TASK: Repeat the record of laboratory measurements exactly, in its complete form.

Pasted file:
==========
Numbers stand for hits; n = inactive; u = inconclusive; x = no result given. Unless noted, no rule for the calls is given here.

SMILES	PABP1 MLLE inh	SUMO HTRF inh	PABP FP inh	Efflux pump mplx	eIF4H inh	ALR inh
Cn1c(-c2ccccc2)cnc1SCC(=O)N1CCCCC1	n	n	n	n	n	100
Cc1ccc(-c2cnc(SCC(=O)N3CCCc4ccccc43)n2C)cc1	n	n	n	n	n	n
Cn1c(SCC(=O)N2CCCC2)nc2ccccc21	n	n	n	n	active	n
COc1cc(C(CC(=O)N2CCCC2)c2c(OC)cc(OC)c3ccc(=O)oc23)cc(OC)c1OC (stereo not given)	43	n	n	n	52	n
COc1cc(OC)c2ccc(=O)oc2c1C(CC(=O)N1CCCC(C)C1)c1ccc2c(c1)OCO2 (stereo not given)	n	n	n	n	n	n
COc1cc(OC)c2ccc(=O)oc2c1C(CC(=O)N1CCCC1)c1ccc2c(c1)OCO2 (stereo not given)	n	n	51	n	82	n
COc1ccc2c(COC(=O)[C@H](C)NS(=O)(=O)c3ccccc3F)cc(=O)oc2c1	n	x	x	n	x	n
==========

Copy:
Numbers stand for hits; n = inactive; u = inconclusive; x = no result given. Unless noted, no rule for the calls is given here.

SMILES	PABP1 MLLE inh	SUMO HTRF inh	PABP FP inh	Efflux pump mplx	eIF4H inh	ALR inh
Cn1c(-c2ccccc2)cnc1SCC(=O)N1CCCCC1	n	n	n	n	n	100
Cc1ccc(-c2cnc(SCC(=O)N3CCCc4ccccc43)n2C)cc1	n	n	n	n	n	n
Cn1c(SCC(=O)N2CCCC2)nc2ccccc21	n	n	n	n	active	n
COc1cc(C(CC(=O)N2CCCC2)c2c(OC)cc(OC)c3ccc(=O)oc23)cc(OC)c1OC (stereo not given)	43	n	n	n	52	n
COc1cc(OC)c2ccc(=O)oc2c1C(CC(=O)N1CCCC(C)C1)c1ccc2c(c1)OCO2 (stereo not given)	n	n	n	n	n	n
COc1cc(OC)c2ccc(=O)oc2c1C(CC(=O)N1CCCC1)c1ccc2c(c1)OCO2 (stereo not given)	n	n	51	n	82	n
COc1ccc2c(COC(=O)[C@H](C)NS(=O)(=O)c3ccccc3F)cc(=O)oc2c1	n	x	x	n	x	n